Date of Award


Degree Type


Degree Name

Doctor of Philosophy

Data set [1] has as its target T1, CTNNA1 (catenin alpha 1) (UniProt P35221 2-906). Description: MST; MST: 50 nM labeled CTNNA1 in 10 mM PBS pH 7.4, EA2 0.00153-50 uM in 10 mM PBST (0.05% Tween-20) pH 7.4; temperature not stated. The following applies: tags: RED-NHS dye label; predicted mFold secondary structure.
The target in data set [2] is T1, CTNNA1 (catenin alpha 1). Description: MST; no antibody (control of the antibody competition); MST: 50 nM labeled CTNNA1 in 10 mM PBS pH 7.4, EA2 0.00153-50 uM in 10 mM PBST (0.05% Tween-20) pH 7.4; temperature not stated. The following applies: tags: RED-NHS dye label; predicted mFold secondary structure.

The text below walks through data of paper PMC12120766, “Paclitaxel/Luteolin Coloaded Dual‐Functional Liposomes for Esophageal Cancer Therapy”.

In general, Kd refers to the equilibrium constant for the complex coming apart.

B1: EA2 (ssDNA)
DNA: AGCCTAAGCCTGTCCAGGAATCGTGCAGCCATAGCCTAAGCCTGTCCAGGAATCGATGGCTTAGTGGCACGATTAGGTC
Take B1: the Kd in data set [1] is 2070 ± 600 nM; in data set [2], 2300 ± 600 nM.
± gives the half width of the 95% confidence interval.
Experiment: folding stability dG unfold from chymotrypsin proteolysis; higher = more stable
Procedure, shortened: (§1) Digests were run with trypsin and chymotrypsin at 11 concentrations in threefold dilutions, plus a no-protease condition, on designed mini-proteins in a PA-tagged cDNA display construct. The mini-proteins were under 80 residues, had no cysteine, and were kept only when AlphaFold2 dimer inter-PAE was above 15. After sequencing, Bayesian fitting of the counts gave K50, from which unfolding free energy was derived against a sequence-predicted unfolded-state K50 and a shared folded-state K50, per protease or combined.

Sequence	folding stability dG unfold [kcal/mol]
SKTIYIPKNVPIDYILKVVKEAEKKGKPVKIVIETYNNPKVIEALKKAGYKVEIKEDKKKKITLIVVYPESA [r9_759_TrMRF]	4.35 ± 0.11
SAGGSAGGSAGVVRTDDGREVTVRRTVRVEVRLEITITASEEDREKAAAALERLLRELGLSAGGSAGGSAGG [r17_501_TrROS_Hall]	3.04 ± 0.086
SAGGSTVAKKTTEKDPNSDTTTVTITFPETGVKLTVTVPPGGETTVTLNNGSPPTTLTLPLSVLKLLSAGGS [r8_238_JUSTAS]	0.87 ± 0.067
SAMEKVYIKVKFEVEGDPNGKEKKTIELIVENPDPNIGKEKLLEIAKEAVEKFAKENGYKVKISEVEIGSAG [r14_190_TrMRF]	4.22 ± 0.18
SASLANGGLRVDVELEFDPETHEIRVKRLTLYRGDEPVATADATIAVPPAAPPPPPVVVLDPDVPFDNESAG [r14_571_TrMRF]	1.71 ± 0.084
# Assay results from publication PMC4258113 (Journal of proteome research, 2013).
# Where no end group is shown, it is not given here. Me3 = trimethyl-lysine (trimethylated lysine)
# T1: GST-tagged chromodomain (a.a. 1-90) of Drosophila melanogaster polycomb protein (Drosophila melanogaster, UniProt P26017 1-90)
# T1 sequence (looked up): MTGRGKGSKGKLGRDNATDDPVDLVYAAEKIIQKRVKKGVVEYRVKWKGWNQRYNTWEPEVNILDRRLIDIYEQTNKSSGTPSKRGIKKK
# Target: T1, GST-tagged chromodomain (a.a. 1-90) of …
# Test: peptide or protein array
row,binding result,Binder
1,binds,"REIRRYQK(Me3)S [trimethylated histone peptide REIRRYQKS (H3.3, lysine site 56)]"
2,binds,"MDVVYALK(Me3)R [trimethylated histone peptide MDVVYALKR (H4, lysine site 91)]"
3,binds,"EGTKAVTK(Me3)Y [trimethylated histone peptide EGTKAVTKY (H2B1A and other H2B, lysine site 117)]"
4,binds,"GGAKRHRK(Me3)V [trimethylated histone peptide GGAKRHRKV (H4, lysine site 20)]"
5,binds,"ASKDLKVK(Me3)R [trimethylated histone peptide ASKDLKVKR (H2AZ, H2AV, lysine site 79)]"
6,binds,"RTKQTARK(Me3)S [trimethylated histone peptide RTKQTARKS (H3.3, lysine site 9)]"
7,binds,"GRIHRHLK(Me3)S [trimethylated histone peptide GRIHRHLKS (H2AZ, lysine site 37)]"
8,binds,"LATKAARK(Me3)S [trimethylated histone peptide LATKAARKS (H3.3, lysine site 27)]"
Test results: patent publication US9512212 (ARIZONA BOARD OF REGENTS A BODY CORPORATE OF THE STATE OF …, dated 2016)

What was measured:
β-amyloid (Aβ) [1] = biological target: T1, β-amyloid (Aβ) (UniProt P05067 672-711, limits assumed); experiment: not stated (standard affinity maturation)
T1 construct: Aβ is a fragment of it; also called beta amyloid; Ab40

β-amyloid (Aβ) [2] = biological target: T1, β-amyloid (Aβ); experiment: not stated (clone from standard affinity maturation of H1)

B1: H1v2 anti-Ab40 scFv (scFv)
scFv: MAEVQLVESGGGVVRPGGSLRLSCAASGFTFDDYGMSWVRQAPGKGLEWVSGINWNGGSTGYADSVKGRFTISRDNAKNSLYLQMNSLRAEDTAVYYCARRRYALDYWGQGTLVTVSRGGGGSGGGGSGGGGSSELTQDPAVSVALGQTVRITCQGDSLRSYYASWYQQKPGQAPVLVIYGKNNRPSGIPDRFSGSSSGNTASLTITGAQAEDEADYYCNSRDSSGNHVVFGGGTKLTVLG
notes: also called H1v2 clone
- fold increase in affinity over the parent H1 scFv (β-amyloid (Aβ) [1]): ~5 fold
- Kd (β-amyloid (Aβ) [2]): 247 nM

This thesis is a case study in the history and philosophy of science concerned with the emergence of Skinner's theory of operant behavior. During his graduate work in experimental psychology at Harvard University during 1928-31 Skinner became committed to the reflex tradition by way of an analogical extension of the experimental problem/solutions of Sherrington and Pavlov, in the sense of Kuhn's original concept of the exemplar. The reflex tradition however, is not the monotheoretic entity Kuhn makes the paradigm out to be, but is rather a global theory in the sense of Laudan's research tradition, understood as a succession of individual theories, that along with certain commitments, ontological and methodological, constrain the possible theoretical framework of the committed scientist. Kuhn's and Laudan's models of scientific problems are examined by a thorough examination of Skinner's experimental work from 1932-38, and though Kuhn's three types of problems, that I call the extender, the predictor, and the articulator, are seen to be of explanatory value, there are also discernible problems of a non-empirical kind, in the sense of Laudan's internal and external conceptual problems. Finally, it is argued through an examination of Skinner's debate with Konorski and Miller, that operant theory did not emerge as an answer to a state of growing crisis in the field, but that the converse is true. I argue that Skinner's experimental work is best understood as the continual attempt to solve the definition problem of the elicitation assumption and the measurement problem of one-trial conditioning. By 1936 Skinner has solved both of these problems and once he extends that solution to verbal behavior, I argue that we have operant theory in embryo. As this happened before the debate with Konorski and Miller, the inevitable conclusion is that the emergence of a novel theory within normal science preceded the crisis in the field, caused the crisis and turned normal science revolutionary.



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